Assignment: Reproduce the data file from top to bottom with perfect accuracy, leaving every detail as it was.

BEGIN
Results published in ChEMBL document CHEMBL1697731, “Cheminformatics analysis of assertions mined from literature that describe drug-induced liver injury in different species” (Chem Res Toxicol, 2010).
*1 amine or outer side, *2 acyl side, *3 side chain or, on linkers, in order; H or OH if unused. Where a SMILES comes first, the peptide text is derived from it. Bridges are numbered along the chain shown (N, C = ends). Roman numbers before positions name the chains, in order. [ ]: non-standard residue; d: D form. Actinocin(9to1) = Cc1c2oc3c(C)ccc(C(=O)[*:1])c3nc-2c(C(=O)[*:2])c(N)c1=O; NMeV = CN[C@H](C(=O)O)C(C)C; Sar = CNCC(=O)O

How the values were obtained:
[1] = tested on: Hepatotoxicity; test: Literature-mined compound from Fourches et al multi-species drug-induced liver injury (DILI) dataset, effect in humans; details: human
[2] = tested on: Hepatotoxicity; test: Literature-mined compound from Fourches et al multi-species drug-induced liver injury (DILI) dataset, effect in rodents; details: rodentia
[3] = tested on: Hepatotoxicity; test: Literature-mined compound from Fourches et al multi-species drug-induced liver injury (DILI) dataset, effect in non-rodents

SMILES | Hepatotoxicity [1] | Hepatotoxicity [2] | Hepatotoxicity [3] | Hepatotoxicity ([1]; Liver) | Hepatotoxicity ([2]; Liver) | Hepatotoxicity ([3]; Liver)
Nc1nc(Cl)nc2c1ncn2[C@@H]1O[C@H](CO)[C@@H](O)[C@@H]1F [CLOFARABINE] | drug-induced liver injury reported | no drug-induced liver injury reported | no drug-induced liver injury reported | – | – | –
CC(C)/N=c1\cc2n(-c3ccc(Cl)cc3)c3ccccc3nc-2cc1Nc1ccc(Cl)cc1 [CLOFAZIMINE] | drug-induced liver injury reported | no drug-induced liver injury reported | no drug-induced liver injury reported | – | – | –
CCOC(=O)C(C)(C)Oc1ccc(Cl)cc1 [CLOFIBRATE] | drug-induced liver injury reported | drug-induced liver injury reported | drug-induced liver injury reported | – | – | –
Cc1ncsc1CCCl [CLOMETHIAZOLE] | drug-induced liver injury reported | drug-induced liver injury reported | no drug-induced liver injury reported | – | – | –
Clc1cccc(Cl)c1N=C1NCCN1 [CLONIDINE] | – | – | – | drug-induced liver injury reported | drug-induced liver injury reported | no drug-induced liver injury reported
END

Results published in ChEMBL document CHEMBL1697731, “Cheminformatics analysis of assertions mined from literature that describe drug-induced liver injury in different species” (Chem Res Toxicol, 2010).
*1 amine or outer side, *2 acyl side, *3 side chain or, on linkers, in order; H or OH if unused. Where a SMILES comes first, the peptide text is derived from it. Bridges are numbered along the chain shown (N, C = ends). Roman numbers before positions name the chains, in order. [ ]: non-standard residue; d: D form. Actinocin(9to1) = Cc1c2oc3c(C)ccc(C(=O)[*:1])c3nc-2c(C(=O)[*:2])c(N)c1=O; NMeV = CN[C@H](C(=O)O)C(C)C; Sar = CNCC(=O)O

How the values were obtained:
[1] = tested on: Hepatotoxicity; test: Literature-mined compound from Fourches et al multi-species drug-induced liver injury (DILI) dataset, effect in humans; details: human
[2] = tested on: Hepatotoxicity; test: Literature-mined compound from Fourches et al multi-species drug-induced liver injury (DILI) dataset, effect in rodents; details: rodentia
[3] = tested on: Hepatotoxicity; test: Literature-mined compound from Fourches et al multi-species drug-induced liver injury (DILI) dataset, effect in non-rodents

SMILES | Hepatotoxicity [1] | Hepatotoxicity [2] | Hepatotoxicity [3] | Hepatotoxicity ([1]; Liver) | Hepatotoxicity ([2]; Liver) | Hepatotoxicity ([3]; Liver)
Nc1nc(Cl)nc2c1ncn2[C@@H]1O[C@H](CO)[C@@H](O)[C@@H]1F [CLOFARABINE] | drug-induced liver injury reported | no drug-induced liver injury reported | no drug-induced liver injury reported | – | – | –
CC(C)/N=c1\cc2n(-c3ccc(Cl)cc3)c3ccccc3nc-2cc1Nc1ccc(Cl)cc1 [CLOFAZIMINE] | drug-induced liver injury reported | no drug-induced liver injury reported | no drug-induced liver injury reported | – | – | –
CCOC(=O)C(C)(C)Oc1ccc(Cl)cc1 [CLOFIBRATE] | drug-induced liver injury reported | drug-induced liver injury reported | drug-induced liver injury reported | – | – | –
Cc1ncsc1CCCl [CLOMETHIAZOLE] | drug-induced liver injury reported | drug-induced liver injury reported | no drug-induced liver injury reported | – | – | –
Clc1cccc(Cl)c1N=C1NCCN1 [CLONIDINE] | – | – | – | drug-induced liver injury reported | drug-induced liver injury reported | no drug-induced liver injury reported